‘It Was Bigger Than Life’: David Goffder, sculptor of Bloomsday runner statues dies in Riverfront Park

David Goffder, the sculptor of Bloomsday’s statues of runners in Riverfront Park in addition to many other works seen around the country, died on Wednesday. He was 71 years old.

Goffer died of health issues Wednesday morning in hospital, said local musician Carrie Flay, Goffair’s close friend and frequent collaborator. He is survived by his only son, Forrest.

“He was bigger than life. He was a Hemingway character,” Fly said. “He was huge inside and out and he had so much love and it all inside of him. … He encompassed life in a way that no one else could because his scope was so huge.

“It’s a big hole,” he added. “It’s something we all try to deal with.”

Karen Mobley, a local visual artist and public art consultant, said the fleet of life-size metal runners that comprise Joffier’s 1984 work The Pleasure of Running Together may be “one of the most successful works of public art in our region.” .

“It memorializes something really important to many, many people, but it’s also kind of taken from her own life where people use it as a way to interact and engage with the statue about other things besides Bloomsday,” Mobley said.

Pieces of Artist portfolio They can be found outside the walls and standing in front of many high schools across the state.

One of Joffier’s most famous works is the 2002 piece “Guardians of the Lake”, in which he worked with Keith Powell. The 25-foot, 800-pound metallic blades were installed on the Northwest Boulevard area of ​​Coeur d’Alene in May 2002.

With his previous 1989 work “Grandfather Cuts loose the Ponies,” 15 metal horses appear to be running along a ridge overlooking Interstate 90 in central Washington across the Columbia River. “Grandfather Cuts loose the Ponies” Unfinished: Govedare’s concept also called for horses to be featured in a 25,000-pound steel basket and 36 feet in diameter.

Fly said he hopes to see the statue, which has faced funding challenges, be completed one day.

He said, “He has little models of (the basket), of course, and he has all the dimensions and all the instructions on how to make it on hand for whoever does it. Maybe his son taught his son how to do it.”

Outside the Pacific Northwest, Govedare made the 1997 “Phoenix Fountain” statue located outside the Doyle Convention Center in Texas City, Texas. Another Texas city photo called “Somewhere on the Road,” which depicts the silhouette of a Native American on board pointing to the sky, was unveiled in 1999 in Bay Street Park.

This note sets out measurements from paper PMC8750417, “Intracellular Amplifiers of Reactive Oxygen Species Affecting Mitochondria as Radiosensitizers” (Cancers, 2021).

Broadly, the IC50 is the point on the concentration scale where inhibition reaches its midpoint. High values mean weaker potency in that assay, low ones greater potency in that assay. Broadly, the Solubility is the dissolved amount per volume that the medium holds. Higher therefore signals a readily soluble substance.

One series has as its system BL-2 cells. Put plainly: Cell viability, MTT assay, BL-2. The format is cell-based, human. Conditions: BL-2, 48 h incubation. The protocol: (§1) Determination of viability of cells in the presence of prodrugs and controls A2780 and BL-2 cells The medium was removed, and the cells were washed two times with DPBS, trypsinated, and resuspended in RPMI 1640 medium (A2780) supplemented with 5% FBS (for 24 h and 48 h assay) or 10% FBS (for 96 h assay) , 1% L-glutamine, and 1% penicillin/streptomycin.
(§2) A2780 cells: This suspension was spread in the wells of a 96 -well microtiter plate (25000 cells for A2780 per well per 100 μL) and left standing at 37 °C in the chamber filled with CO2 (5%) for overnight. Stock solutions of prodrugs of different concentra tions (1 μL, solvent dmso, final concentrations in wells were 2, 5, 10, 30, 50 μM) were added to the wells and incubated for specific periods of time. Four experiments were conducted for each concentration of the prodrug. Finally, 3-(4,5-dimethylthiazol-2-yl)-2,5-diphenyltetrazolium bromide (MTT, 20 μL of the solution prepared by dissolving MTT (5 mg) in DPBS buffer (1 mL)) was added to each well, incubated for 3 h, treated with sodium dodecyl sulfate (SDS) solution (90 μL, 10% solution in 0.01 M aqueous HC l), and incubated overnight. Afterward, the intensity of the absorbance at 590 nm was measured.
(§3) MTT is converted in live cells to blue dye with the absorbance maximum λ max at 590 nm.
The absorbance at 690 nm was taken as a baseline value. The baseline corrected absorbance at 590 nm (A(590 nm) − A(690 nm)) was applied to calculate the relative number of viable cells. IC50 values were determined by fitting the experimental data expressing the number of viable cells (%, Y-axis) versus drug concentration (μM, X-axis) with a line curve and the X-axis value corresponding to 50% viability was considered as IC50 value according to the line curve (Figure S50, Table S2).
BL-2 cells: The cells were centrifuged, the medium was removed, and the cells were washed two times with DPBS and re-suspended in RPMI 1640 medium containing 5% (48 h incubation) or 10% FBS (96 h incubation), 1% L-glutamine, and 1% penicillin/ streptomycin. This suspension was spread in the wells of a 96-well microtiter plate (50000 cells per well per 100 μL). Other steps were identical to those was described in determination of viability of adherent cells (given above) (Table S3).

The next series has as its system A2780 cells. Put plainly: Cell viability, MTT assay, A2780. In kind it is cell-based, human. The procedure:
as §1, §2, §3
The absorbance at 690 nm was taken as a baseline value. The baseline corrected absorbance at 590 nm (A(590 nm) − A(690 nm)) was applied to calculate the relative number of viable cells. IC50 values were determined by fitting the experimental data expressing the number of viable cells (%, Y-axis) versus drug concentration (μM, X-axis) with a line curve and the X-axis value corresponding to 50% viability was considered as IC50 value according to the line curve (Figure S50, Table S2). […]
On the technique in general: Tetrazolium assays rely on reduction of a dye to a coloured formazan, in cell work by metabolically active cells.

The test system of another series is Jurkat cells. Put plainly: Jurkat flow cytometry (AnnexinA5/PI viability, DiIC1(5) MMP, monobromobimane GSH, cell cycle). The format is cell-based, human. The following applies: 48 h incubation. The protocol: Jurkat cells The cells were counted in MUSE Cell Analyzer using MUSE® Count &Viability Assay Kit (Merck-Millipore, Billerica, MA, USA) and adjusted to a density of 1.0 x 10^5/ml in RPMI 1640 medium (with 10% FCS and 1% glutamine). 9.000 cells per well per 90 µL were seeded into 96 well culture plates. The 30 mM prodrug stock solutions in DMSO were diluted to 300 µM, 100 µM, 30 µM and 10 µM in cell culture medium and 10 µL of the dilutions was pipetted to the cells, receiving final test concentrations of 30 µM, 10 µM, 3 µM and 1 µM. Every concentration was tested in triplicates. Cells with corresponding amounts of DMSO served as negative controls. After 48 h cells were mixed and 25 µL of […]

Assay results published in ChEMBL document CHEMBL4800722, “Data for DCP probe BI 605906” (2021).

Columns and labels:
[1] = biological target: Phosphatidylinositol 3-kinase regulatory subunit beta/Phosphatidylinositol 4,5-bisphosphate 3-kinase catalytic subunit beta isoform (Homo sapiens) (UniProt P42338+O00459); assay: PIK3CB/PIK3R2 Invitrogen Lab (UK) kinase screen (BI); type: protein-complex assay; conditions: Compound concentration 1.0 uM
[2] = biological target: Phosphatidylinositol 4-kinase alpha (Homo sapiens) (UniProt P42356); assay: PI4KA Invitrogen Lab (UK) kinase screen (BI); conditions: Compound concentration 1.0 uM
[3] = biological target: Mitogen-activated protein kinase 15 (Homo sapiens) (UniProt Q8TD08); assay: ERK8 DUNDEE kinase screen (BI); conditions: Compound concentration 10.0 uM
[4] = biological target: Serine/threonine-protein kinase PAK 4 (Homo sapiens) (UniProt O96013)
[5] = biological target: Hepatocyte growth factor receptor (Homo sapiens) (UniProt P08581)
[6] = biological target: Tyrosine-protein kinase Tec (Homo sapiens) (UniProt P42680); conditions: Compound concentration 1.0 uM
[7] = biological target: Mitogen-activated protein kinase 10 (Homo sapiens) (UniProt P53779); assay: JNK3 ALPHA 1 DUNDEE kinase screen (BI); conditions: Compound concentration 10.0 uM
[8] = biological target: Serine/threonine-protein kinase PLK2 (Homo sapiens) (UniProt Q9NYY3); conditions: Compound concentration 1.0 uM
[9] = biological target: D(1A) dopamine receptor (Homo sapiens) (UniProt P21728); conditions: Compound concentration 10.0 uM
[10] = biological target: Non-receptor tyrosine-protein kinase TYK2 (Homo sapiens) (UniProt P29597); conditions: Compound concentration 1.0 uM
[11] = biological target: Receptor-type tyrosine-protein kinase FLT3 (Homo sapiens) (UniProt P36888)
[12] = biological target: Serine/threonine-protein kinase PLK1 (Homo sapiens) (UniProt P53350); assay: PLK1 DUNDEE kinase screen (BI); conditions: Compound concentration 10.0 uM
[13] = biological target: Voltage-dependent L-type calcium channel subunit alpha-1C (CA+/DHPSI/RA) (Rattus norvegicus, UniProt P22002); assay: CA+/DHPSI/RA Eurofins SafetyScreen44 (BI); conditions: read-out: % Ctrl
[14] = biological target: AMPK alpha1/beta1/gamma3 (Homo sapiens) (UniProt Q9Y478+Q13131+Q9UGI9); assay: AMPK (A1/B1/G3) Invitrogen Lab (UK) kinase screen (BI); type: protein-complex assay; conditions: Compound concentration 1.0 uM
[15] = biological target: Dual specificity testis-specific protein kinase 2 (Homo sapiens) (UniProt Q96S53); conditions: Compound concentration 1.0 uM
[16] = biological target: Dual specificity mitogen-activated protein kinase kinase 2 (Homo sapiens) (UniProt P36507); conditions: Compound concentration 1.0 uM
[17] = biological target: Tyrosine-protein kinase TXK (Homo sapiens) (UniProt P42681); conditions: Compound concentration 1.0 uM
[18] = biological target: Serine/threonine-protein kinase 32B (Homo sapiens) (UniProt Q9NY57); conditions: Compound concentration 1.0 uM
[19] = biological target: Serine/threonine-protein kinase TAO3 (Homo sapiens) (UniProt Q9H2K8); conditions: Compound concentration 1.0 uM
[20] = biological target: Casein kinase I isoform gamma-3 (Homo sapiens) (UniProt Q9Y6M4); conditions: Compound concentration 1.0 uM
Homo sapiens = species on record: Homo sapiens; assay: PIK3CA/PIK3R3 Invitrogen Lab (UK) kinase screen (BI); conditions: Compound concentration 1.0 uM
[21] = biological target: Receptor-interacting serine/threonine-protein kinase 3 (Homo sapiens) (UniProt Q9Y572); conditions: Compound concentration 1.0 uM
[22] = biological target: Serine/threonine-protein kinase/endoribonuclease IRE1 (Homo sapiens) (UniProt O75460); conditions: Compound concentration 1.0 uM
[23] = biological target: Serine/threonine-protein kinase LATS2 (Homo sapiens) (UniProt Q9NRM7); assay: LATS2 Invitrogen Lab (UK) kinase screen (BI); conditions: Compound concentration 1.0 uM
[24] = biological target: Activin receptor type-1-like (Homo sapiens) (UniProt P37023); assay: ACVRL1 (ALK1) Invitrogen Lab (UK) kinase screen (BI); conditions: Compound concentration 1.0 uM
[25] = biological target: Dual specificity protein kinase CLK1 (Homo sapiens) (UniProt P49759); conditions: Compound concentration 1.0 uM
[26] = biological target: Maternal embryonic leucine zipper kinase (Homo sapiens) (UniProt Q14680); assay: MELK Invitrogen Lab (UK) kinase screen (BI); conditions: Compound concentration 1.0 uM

Mobley, who has worked on a few projects with Govedare over the years, said much of his art is resourceful – as evidenced by his use of existing materials – and reflects his interests in Aboriginal communities, human form and gestures.

“I doubt there is hardly anyone driving from here to Seattle who is not familiar with their horses on those hills over Vantage Bridge,” she said. “David is a creative guy in terms of his work, but he’s also a likable person.”

Govedare, a California native, came to the Spokane area for an internship with an architect during Expo ’74. At the time, he was an architecture student at California Polytechnic.

Fly said the two met in the early 1970s at the former Goofy’s Tavern, where Fly was playing a show. Fly said he and Govdir have since become “closer than brothers”; Govedare designed the covers for Fly’s six albums, while Fly wrote the music for his sculptures.

“Oh my God, what a genius,” Fly said. “Just a wonderful artist and an extraordinary human being.”

Mobley described Goffdere as a “fantastic dancer”, saying he was always seen at blues festivals and the like where he was “the life of the party”.

“He had a lot of energy for that, especially when he was a little younger,” she said.

Fly said he plans to start a fundraising page to raise money to help maintain Govedare Farm in Chewelah that is partially occupied by the artist’s design studio.

“His legacy will undoubtedly live on,” said Fly. “He put himself in all his artwork, he put himself in all his personal relationships and he did it better than anyone. Shakespeare would find it hard to describe his scale.”

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